i flipped for a surfer

A Northern California-based writer, Pamm Higgins is a former senior editor of the Los Angeles Times Magazine

EVERYTHING I KNOW ABOUT LIVING WITH A surfer I learned from Marla. “I should warn you,” she said soon after I began hanging out at the house our boyfriends shared, “it always reeks in here.” An environmental reporter and authority on organic pollutants, she had identified the ambient odor as the sum of unwashed dishes, sodden neoprene wetsuits dangling from shower rods, and Sex Wax, a brand of surfboard gunk that looks in its plastic wrapper like a urinal cake but smells like coconut cream pie. In time I detected other components: the black fungi creeping along the baseboards and the splash zone around the recurring Coors Light party ball.

The house squatted on the sand, facing a Newport Beach surf spot known as the 56th Street Jetty. Slapped together in about a day as a summer vacation rental, it had long been passed from one surfer friend to another (longboarders excepted), their checks mailed to an old woman in Yucca Valley who blessedly undervalued the word “Oceanfront” in the street address. My gangplank of a future husband, Steve, snared the larger of the two bedrooms after exuberantly toasting the marriage of a buddy whose bride had other notions of domestic tranquillity. The next vacancy went to Dan, of Marla and Dan. In bunking with him, she unwittingly inherited the role of resident Betty.

A Betty, she discovered, is the beach culture’s enabler. She fields predawn phone calls begging news of current surf conditions (bad answer: “dead flat”). She stifles screams when strangers shake off saltwater, like sheep dogs, in the kitchen. She provides hot nourishment to all who knock and claim a remote acquaintance with the tenant surfers or their predecessors. The better Bettys can slip into a coma yet appear fully conscious as surfers talk about their spectacular bottom turns or gawk at the tight-bunned Reef Brazil thong model assuming her usual position--back arched--on page three of the surfing glossies.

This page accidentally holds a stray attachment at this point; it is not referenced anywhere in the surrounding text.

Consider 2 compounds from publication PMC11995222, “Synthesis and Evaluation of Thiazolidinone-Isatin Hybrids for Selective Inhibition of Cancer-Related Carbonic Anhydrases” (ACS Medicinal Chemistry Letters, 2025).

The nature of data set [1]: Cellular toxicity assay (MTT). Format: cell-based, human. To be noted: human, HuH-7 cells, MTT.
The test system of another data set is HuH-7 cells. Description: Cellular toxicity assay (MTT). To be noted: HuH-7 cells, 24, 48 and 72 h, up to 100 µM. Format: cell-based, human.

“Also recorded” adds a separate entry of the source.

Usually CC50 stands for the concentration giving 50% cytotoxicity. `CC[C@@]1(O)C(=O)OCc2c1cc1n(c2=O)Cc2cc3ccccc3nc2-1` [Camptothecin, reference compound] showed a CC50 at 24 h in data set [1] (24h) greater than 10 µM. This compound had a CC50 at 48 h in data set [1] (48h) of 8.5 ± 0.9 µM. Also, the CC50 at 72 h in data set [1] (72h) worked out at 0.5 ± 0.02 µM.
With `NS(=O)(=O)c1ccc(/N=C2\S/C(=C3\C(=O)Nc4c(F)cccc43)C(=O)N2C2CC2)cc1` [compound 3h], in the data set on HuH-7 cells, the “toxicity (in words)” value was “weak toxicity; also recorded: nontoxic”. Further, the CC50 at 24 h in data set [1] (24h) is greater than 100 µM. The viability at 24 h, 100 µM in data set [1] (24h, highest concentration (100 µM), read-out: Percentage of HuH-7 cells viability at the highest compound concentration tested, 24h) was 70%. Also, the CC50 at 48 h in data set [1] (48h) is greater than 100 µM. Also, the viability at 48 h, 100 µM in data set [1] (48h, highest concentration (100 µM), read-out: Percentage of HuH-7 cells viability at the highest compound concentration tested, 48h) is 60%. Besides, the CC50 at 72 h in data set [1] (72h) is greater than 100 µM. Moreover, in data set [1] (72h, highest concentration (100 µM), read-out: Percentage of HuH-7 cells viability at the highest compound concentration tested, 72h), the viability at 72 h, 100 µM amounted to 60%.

On Sundays, Dan invited his Betty to indulge his hankering for pancakes. “Can you whip some up while we get wet?” he’d say with a well-rehearsed swagger in his voice. Steve, yanking off his “Chicks Dig Me ‘Cause I Surf” T-shirt, grinned wildly at this. As they trotted across the sand and paddled out, Marla swiped the griddle with vegetable oil and dumped a can of blueberries into a batch of pre-fab mix, rendering the pale yellow a chalky gray. She’d make pancakes, all right, but they wouldn’t be pretty. “Let’s squirt sunscreen in the batter,” I suggested. We debated briefly over whether to scratch the skid marks of surf wax off the Formica tabletop. Nah. Eating commenced with the return of the housemates and ended, two hours and a tub of margarine later, when the trickle of their frogmen friends finally dried up.

I wish I could say I escaped this cult of oppression. It’s scary, really, to admit that for 10 years, on days when the surf gods grace the coast with perfectly tapered 6-foot peaks and light offshore winds, I have served luscious pancake breakfasts. With homemade syrup. Pray for me.


Serves 4


4 cups or 1 pound fresh or frozen Marion berries

3/4 cup water

1/4 cup light brown sugar

Pinch of salt

3/4 cup light corn syrup

2 teaspoons vanilla extract



2 cups all-purpose flour

1/2 teaspoon salt

11/2 tablespoons sugar

1 teaspoon baking powder

1/2 teaspoon baking soda

11/2 cups buttermilk

3/4 cup whole milk

2 eggs, at room temperature

1/3 cup butter, melted

3 tablespoons lemon juice

To make syrup, combine berries, water, brown sugar and salt in saucepan. Bring to a boil, reduce heat and simmer 30 minutes. Add corn syrup and vanilla. Strain if desired and keep warm.

To make batter, sift together flour, salt, sugar, baking powder and baking soda into large mixing bowl. Separate eggs. In second bowl, whisk together egg yolks and melted butter. Add milk and buttermilk to the egg yolk mixture and mix well. Add wet mixture to dry and stir together, then stir in lemon juice. Whip egg whites to soft peaks and gently fold into batter. Heat a griddle over medium-high heat and brush lightly with vegetable oil. Pour batter onto hot griddle about 4 tablespoons at a time and cook until surface begins to bubble. Flip pancakes and cook another minute. Serve promptly with warm Marion berry syrup.